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              • Profile picture of the author nvs74191
                I think a majority of people who use the internet don't mess around under the hood of their browsers, so we may not be affected so much as we all imagine.
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  • Profile picture of the author oic800
    I don't know if cookies are dying, but I gotta tellya, I read that article about Google Chrome and downloaded it...man it's fast!
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    • Profile picture of the author Ted Kopelli
      I have to agree. It's like I am on a dedicated T1 - lightning fast.

      Now if Chrome could access my Roboform and IE passwords, I would use it alot more.

      If Google does capitalize the market and crush IE as anticipated, it would definitely change the world. How much more cumbersome can they make IE. I am constantly crashing windows and when one tab hangs all my browser windows crash. Thank god for Task Manager or my computer would be useless half the day.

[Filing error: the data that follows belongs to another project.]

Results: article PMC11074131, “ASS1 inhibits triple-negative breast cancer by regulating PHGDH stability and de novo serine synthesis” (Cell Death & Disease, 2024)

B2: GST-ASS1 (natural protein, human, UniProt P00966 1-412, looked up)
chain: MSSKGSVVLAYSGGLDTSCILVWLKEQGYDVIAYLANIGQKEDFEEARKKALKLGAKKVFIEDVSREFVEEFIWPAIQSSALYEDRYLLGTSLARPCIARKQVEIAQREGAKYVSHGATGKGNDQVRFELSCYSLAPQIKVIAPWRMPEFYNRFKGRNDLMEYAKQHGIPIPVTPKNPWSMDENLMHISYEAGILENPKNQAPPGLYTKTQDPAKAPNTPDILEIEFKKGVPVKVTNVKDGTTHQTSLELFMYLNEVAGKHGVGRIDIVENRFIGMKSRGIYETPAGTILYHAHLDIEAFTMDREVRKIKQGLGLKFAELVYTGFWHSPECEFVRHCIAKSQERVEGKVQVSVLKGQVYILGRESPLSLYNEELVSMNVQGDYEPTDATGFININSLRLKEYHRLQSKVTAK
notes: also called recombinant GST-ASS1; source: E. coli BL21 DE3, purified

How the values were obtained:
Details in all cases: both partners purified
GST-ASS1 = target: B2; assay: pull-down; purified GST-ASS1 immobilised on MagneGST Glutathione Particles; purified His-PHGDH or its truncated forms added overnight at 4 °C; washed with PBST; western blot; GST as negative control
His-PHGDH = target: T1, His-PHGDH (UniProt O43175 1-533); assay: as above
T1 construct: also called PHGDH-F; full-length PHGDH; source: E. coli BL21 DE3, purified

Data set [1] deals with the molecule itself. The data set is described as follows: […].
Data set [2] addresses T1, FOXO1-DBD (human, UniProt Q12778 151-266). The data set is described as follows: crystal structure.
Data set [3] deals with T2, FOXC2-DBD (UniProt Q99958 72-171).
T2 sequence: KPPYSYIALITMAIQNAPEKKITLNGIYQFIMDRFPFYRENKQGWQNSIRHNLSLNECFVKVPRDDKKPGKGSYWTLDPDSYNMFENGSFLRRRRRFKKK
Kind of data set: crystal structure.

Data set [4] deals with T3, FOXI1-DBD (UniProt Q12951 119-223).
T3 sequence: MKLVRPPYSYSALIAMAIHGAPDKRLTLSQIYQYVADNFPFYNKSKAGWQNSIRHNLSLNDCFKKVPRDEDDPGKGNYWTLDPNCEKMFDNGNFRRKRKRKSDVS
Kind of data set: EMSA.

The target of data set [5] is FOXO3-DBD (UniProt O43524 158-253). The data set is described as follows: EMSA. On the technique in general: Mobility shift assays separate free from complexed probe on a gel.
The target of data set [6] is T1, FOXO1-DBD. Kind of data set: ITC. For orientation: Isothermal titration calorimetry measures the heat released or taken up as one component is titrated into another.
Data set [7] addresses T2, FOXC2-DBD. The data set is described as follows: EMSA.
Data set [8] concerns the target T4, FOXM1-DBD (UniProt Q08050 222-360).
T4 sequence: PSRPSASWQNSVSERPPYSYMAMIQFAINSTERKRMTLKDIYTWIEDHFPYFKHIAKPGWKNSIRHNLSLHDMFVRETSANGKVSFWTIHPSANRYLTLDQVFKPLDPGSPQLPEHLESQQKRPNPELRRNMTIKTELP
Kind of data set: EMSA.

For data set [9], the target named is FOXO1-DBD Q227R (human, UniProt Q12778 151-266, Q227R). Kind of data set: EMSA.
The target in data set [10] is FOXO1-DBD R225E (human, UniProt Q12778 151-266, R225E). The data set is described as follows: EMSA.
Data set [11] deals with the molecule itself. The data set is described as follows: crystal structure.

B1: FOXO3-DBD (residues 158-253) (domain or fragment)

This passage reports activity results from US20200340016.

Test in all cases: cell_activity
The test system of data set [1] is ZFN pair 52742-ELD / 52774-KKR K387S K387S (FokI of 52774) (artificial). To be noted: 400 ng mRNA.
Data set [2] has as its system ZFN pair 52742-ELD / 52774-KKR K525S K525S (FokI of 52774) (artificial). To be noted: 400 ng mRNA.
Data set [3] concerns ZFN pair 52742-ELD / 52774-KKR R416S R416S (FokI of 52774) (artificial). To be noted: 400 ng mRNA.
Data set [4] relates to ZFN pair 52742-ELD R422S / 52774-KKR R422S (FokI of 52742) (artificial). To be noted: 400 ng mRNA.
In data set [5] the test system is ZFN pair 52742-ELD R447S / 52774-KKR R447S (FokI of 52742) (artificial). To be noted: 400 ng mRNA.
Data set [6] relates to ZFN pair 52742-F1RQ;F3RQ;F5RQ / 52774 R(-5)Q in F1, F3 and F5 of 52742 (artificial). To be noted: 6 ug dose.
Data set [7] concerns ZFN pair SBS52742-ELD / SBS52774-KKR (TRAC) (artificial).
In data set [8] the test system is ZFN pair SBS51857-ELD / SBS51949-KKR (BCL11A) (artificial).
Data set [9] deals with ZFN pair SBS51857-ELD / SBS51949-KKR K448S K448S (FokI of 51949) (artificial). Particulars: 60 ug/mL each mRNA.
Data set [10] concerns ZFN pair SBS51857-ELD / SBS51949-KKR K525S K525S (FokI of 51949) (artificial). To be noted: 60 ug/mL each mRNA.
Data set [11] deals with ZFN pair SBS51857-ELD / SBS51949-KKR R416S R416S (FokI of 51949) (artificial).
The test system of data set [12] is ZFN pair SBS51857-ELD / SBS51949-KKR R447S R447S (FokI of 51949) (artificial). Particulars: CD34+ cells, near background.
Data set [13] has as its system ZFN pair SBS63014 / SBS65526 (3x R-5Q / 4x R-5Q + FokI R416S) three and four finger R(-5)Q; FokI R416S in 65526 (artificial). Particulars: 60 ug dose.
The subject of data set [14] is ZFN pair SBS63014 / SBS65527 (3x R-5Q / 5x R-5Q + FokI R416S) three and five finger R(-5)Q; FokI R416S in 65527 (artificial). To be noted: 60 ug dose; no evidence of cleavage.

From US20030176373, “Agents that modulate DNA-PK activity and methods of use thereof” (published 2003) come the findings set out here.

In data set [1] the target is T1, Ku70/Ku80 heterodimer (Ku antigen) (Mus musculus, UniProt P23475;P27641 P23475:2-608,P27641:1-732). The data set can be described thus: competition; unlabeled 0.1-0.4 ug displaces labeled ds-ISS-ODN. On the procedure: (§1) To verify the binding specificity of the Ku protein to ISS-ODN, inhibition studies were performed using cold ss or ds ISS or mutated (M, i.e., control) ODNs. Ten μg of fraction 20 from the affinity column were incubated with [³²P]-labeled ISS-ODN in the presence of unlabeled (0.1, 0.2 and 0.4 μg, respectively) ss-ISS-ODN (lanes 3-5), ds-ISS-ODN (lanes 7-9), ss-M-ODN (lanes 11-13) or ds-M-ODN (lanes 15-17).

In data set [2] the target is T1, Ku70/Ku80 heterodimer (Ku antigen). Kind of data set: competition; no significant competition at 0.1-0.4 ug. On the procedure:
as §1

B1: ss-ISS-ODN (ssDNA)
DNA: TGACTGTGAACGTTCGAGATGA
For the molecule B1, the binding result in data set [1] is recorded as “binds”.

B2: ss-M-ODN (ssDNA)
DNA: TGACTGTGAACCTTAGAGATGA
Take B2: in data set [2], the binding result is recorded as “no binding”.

On the other hand FF with all it's updates is really getting slower than IE.

      Chrome has my vote and I do believe cookies are here to stay. Those IE8 users wil migrate to Chrome and love it.

      Ted
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      • Profile picture of the author Dan Grossman
        Originally Posted by Ted Kopelli View Post

        I am constantly crashing windows and when one tab hangs all my browser windows crash.
        IE8 puts tabs in a separate process so that if one crashes, the whole browser doesn't.